29. 29. Conclusions for practice• The difficulties in recruiting professionals might suggest that some people with progressive ataxia face difficulties accessing services. This was also reflected in the small number of patients who were not aware physiotherapy may have role• Managing patient expectations and goals seems to be of fundamental importance• Giving information, advice and support may be as important as „hands on‟ physiotherapy
  30. 30. Conclusions for research• This study tells us very little about what happens to patients when they progress to the extent that they need full-time care• Given that ataxia is an „umbrella‟ term, measuring and developing appropriate validated outcome measures appears challenging, especially given the small numbers of patients• We will have a fuller picture of what physiotherapists do in progressive ataxia when we analyze the results of our national survey (c. 200 respondents)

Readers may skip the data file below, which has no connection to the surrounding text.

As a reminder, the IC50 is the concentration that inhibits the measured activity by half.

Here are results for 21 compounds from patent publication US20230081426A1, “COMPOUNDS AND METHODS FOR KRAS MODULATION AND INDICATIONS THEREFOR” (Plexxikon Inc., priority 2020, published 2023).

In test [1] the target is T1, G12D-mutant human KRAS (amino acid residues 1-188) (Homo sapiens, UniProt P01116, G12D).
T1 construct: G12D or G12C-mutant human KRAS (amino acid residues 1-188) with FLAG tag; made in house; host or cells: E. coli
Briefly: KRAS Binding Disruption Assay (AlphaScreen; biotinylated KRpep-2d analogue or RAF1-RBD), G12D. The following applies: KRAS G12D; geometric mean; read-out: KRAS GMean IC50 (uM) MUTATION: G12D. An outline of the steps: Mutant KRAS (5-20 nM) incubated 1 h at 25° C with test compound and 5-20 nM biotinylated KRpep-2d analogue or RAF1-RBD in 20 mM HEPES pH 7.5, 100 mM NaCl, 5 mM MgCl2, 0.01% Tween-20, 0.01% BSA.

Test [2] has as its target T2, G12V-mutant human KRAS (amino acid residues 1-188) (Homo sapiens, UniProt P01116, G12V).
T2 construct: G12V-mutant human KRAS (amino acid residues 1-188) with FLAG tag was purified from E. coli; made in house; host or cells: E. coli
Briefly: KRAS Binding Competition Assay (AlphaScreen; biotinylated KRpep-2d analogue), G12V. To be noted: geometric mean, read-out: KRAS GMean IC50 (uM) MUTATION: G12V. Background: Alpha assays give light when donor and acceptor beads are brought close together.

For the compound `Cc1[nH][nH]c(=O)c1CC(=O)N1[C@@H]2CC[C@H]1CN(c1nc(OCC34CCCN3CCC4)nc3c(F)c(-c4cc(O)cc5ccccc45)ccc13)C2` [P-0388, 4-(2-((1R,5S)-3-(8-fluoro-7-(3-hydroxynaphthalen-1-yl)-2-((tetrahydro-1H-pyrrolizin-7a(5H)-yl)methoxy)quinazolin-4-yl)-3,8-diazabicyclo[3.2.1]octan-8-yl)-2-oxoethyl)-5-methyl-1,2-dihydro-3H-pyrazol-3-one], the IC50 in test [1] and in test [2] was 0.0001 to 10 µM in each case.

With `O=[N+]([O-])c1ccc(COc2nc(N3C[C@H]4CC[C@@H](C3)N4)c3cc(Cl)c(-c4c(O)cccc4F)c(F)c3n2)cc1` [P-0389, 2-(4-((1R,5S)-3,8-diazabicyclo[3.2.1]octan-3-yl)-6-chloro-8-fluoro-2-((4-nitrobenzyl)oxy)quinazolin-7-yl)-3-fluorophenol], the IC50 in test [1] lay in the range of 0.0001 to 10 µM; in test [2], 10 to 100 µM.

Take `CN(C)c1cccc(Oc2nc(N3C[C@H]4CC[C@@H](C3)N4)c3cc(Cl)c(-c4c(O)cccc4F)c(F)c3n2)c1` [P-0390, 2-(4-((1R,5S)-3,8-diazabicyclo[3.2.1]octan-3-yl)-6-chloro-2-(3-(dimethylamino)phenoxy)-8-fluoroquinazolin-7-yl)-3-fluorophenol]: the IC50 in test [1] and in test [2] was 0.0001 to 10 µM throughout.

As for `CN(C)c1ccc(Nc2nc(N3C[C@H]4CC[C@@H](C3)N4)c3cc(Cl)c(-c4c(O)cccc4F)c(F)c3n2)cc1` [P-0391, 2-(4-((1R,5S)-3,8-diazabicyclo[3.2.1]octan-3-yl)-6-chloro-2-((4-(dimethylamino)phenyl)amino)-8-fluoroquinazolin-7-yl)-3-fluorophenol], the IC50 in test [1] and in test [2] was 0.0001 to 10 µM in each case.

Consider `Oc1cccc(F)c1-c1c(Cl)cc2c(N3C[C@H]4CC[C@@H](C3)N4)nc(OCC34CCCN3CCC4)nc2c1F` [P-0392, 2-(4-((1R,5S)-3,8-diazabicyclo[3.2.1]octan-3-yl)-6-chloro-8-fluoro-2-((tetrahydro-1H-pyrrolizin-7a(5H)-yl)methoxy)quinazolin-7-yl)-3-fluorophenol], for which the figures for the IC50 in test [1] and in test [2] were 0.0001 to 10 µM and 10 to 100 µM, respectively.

31. 31. This presentation presents independent research commissioned by the National Institute for Health Research (NIHR) under its Research for Patient Benefit (RfPB) Programme (Grant Reference Number PB-PG-0807-13181). The views expressed are those of the author(s) and not necessarily those of the NHS, the NIHR or the Department of Health.